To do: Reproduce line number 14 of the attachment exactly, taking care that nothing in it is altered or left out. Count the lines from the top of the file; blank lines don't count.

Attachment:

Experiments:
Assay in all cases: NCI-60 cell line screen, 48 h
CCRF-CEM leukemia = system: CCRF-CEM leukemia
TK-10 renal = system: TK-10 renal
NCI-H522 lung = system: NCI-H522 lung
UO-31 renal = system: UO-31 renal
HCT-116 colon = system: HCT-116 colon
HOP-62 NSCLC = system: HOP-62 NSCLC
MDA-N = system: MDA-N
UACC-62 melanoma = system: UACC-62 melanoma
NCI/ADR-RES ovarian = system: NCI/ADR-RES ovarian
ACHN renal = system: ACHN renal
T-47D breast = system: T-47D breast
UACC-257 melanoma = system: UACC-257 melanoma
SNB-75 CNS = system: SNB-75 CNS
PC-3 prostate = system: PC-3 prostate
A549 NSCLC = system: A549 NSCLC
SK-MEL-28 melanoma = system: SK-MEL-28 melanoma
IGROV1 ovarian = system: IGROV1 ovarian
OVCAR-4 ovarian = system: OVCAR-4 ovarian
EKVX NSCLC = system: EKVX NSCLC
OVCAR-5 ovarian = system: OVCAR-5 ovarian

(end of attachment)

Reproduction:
UACC-257 melanoma = system: UACC-257 melanoma